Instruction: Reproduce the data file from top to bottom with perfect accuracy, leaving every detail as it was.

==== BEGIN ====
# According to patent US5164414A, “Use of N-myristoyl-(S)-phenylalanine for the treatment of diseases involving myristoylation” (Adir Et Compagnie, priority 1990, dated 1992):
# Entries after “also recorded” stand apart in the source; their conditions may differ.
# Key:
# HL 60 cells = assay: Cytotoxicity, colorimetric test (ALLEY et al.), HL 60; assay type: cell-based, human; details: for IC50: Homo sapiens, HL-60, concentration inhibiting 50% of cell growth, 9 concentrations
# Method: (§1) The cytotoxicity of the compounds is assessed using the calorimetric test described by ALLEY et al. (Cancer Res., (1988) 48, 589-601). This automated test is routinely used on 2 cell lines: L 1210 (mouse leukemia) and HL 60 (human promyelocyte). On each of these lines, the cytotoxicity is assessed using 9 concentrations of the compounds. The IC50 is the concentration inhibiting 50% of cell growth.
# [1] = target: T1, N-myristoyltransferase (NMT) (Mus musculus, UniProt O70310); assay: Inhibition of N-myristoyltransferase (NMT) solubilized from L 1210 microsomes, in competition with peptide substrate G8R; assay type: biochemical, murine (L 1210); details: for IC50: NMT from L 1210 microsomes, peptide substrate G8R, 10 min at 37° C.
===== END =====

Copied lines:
# According to patent US5164414A, “Use of N-myristoyl-(S)-phenylalanine for the treatment of diseases involving myristoylation” (Adir Et Compagnie, priority 1990, dated 1992):
# Entries after “also recorded” stand apart in the source; their conditions may differ.
# Key:
# HL 60 cells = assay: Cytotoxicity, colorimetric test (ALLEY et al.), HL 60; assay type: cell-based, human; details: for IC50: Homo sapiens, HL-60, concentration inhibiting 50% of cell growth, 9 concentrations
# Method: (§1) The cytotoxicity of the compounds is assessed using the calorimetric test described by ALLEY et al. (Cancer Res., (1988) 48, 589-601). This automated test is routinely used on 2 cell lines: L 1210 (mouse leukemia) and HL 60 (human promyelocyte). On each of these lines, the cytotoxicity is assessed using 9 concentrations of the compounds. The IC50 is the concentration inhibiting 50% of cell growth.
# [1] = target: T1, N-myristoyltransferase (NMT) (Mus musculus, UniProt O70310); assay: Inhibition of N-myristoyltransferase (NMT) solubilized from L 1210 microsomes, in competition with peptide substrate G8R; assay type: biochemical, murine (L 1210); details: for IC50: NMT from L 1210 microsomes, peptide substrate G8R, 10 min at 37° C.